“Would you mind?” she asks, and hands him the pen. You think you know a person. © Tina Koenig

Tina Koenig hails from South Florida. In 1995 she founded a press release newswire which kept her quite busy until recently at which point she took up fiction writing and creative nonfiction. She covers books and author news for MiamiArtZine.com and writes about politics and language for several blogs. In addition, she's taught creative writing classes at The Florida Center for the Book. You can visit her website (blog) in development at http://www.tinakoenig.com

Ballad of Sandra Claus Len Hecht

Christmas Eve, presents all wrapped Tree trimmed and brightly lit I had sampled too many treats My stomach grumbled a bit.

Next day my lawyer advised me, of course to go to the courthouse and file for divorce.

Just before midnight I rose from my sleep the Tums or the Alka-Seltzer, where did she keep?

The north pole you see is a most modern state. Make it real easy to get rid of a cheating mate.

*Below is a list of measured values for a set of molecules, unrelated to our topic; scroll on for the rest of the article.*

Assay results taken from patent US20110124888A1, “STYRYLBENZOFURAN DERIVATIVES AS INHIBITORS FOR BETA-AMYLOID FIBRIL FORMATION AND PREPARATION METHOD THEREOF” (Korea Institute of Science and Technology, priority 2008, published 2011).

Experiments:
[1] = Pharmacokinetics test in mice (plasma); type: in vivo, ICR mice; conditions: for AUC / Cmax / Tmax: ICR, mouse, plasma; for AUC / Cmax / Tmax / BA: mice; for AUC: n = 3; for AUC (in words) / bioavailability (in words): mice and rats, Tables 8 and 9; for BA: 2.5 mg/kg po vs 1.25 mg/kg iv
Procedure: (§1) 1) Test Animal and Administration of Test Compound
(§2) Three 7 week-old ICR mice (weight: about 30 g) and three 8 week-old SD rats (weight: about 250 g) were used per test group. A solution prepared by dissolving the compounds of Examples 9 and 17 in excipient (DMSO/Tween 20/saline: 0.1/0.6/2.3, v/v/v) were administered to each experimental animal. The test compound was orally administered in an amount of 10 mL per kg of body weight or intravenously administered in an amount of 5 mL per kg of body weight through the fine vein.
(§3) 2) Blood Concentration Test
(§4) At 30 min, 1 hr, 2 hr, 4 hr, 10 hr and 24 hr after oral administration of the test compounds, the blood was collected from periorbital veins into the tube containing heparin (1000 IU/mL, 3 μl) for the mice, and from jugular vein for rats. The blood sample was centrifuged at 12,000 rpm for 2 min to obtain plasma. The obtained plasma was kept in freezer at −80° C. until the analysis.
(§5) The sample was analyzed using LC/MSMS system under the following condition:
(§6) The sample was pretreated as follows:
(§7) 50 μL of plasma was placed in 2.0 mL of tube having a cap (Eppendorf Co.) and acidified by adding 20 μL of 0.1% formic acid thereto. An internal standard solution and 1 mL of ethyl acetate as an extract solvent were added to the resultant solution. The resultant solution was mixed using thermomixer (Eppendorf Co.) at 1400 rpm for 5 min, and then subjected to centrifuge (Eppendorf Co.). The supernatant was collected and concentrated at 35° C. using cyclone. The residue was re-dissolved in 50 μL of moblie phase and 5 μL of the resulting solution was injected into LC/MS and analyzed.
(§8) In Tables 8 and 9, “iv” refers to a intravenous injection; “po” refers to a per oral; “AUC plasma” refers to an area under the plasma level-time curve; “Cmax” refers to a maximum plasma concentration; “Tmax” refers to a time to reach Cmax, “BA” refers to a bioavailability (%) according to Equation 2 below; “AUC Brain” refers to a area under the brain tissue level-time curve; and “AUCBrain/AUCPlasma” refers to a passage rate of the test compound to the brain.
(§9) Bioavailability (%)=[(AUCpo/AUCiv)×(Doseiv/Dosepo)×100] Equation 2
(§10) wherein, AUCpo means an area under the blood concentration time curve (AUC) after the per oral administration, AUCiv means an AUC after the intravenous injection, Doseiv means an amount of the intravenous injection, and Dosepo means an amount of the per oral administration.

A thud on the ceiling sent me scurrying outside I glanced up at the roof and spied Santa’s bride.

The judge took from Claus that rotten fat slob most of his money, and I got his job.

Sandra, I called at the top of my voice Why are you driving that Mercedes full of toys

The sleigh and the reindeer I decided were obsolete Spent some of the settlement money on this Mercedes, isn’t it neat!

Santa, that bastard she quickly replied after hundreds of years I found out he lied.

So each Christmas Ms.Sandra will deliver no guns or toys of violence to the sleeping young ones.

Early June he told me he was taking the sleigh just for a grease job he’d be back right away.

The boys will get dolls no knives, swords or sabers. The girls will get toy lawyers complete with alimony papers.

He never returned till the end of the summer he used an excuse they had to replace a runner.

I’ll teach each lass and lad what the real world’s about. Merry Christmas, Happy New Year And she roared off with a shout.